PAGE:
Nicholas Blomley 2023: Territory: New Trajectories in Law. Oxford and New York: Routledge

Mar 28th, 2024

The title of Nicholas Blomley’s new book, Territory, is somewhat misleading. While apparently adhering to the title format of Routledge’s New Trajectories in Law series (e.g. Data, Dictatorship, Infrastructure), the book is about property as much as it is about territory. Blomley— a geographer whose works are constitutive to the field of critical legal geography—takes up the task of bridging the gap between critical legal theories of property on the one hand and geography scholarship engaged with the concept of territory on the other. ‘Our understanding of either property or territory is incomplete’, he argues, ‘without attention to their intersection’ (p. xi). Throughout the book he presents a compelling analysis of the ways property relations and territorial arrangements are inextricably linked and mutually constitutive. His analysis provides an important critique of Western liberal notions of landed property and their territorialization, illuminating the ways they produce and sustain social injustices.

The first two chapters introduce ‘territory’ and ‘property’, respectively. Chapter 1 theorizes territory as a highly productive instrument for controlling access to resources and organizing social relations of privilege and dependency. This critical understanding of territory emphasizes its inextricability from property relations. Most importantly, Blomley delineates how the legal abstraction that is property is materialized and manifested through territorial technologies: barracks and walls, doors and gates, maps and signs, metaphors and behavioural norms. Territory, in other words, anchors the social dynamics of property relations in space.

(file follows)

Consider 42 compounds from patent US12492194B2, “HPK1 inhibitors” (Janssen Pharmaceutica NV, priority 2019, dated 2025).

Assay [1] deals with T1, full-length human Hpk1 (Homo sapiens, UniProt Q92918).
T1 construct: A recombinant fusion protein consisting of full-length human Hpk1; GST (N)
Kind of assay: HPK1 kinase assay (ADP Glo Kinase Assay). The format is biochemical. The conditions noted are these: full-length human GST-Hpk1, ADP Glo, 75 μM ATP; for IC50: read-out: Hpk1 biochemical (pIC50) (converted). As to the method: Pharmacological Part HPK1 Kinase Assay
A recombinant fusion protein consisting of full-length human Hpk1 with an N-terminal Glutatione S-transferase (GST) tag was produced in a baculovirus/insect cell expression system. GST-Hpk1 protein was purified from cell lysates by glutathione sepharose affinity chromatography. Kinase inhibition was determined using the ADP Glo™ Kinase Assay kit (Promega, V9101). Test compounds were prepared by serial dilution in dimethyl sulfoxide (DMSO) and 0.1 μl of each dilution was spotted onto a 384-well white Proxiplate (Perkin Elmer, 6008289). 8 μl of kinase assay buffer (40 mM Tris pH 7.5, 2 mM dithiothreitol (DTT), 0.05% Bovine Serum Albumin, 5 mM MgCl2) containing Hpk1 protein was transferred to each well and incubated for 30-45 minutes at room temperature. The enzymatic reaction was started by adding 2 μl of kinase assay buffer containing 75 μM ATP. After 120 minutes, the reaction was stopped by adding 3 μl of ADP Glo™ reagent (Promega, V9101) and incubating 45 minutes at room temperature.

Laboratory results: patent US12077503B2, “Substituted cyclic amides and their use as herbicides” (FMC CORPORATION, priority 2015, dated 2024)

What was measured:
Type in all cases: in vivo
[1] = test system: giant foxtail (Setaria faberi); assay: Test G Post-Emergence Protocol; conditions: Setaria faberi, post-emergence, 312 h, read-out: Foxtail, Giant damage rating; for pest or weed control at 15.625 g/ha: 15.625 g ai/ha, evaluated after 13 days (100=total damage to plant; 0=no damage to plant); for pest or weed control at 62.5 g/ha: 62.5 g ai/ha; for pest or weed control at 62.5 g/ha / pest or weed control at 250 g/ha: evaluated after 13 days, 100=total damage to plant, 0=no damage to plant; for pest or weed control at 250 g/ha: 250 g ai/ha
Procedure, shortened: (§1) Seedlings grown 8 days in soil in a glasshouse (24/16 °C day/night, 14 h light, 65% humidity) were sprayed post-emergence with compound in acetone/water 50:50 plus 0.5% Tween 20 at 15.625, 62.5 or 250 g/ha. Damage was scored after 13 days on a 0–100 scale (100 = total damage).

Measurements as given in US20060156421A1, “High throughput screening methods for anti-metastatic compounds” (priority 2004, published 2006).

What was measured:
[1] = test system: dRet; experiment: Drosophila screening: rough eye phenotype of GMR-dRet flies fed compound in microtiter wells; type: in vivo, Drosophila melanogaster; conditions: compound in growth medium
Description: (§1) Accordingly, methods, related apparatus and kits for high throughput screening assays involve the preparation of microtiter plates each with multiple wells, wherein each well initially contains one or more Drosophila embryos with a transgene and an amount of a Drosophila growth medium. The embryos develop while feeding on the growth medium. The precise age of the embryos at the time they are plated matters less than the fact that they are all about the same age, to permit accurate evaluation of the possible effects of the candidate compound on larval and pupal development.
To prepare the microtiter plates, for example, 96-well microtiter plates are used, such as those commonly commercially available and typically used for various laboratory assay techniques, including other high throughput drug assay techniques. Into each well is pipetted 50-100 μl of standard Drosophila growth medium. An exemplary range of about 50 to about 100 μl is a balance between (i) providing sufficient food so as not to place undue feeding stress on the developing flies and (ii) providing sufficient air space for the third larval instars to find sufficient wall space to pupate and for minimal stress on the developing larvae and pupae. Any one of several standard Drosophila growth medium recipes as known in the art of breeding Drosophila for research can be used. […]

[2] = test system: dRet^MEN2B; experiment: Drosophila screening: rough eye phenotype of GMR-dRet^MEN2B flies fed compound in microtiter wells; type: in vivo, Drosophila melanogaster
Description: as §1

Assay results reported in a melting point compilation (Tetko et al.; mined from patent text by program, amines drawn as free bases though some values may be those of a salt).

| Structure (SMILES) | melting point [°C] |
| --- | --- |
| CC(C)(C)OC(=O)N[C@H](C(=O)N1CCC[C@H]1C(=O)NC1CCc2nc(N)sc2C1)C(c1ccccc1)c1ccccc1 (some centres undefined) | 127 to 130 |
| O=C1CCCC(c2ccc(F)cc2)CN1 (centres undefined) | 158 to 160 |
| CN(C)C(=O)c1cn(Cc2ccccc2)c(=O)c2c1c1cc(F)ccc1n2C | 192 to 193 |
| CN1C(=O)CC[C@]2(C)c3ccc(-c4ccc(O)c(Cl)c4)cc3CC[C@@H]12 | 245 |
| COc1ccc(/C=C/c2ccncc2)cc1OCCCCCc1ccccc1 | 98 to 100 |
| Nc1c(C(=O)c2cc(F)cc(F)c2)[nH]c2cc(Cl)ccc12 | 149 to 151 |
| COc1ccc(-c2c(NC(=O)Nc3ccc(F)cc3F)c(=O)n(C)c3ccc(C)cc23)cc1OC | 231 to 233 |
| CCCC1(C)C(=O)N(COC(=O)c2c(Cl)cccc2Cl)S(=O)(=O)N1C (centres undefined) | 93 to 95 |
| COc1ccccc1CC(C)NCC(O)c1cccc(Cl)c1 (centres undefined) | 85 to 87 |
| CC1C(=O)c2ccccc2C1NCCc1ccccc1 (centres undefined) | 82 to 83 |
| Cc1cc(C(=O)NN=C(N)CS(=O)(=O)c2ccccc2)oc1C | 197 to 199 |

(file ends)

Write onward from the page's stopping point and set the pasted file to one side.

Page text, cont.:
The second chapter is then dedicated to a critical discussion of property in land. In the face of the prevailing perception of property through the ownership model—namely the liberal, modern model of exclusive private property—Blomley emphasizes the inherent complexity and relationality of property. While indeed this model retains its dominance, property is not synonymous with private, exclusive ownership. As a way to challenge the taken-for-grantedness of the ownership model and the specific power relations it sustains, Blomley offers the concept of property space, ‘a relational meshwork in which we are all variously positioned’ (p. 18). Property rules and laws regulate this space, position participants in relation to one another, prescribe behaviours, and open or close different alternatives.

The emergence of the Western modern liberal property space is entangled in histories of capitalization, colonization and racialization, and is therefore marked by systemic exclusion and dominance. The third and fourth chapters of the book are thus focused on two constitutive historical moments in its shaping. In chapter 3 Blomley focuses on the rural enclosure movement in England in the seventeenth century, when manorial economy and practices of commoning (presented here in a somewhat romanticized fashion) were replaced by solitary, absolute ownership practised through acts of exclusion. Importantly, he demonstrates how the emergence of the ownership model entailed the re-territorialization of land: spatial apparatuses of cartographic surveying were developed alongside improvement-centred husbandry methods in order to produce, mark and bound the new borders of propertied land.